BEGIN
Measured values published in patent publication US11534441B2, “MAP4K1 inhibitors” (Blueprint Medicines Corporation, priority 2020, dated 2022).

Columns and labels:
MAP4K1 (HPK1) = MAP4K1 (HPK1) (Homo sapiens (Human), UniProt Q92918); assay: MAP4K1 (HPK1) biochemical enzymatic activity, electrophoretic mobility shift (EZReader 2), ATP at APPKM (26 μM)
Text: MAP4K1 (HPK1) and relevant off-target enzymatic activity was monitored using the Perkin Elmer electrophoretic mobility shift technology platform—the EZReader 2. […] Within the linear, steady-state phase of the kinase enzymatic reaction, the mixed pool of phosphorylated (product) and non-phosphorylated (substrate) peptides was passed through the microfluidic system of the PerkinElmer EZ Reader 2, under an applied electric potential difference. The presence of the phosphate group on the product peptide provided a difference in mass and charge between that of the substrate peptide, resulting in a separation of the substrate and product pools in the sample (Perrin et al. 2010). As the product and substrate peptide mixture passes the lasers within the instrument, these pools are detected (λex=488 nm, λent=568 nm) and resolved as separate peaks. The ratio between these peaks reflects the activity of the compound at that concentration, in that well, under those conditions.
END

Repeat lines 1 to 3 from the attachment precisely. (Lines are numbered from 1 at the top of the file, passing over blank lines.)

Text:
Measured values published in patent publication US11534441B2, “MAP4K1 inhibitors” (Blueprint Medicines Corporation, priority 2020, dated 2022).

Columns and labels:
MAP4K1 (HPK1) = MAP4K1 (HPK1) (Homo sapiens (Human), UniProt Q92918); assay: MAP4K1 (HPK1) biochemical enzymatic activity, electrophoretic mobility shift (EZReader 2), ATP at APPKM (26 μM)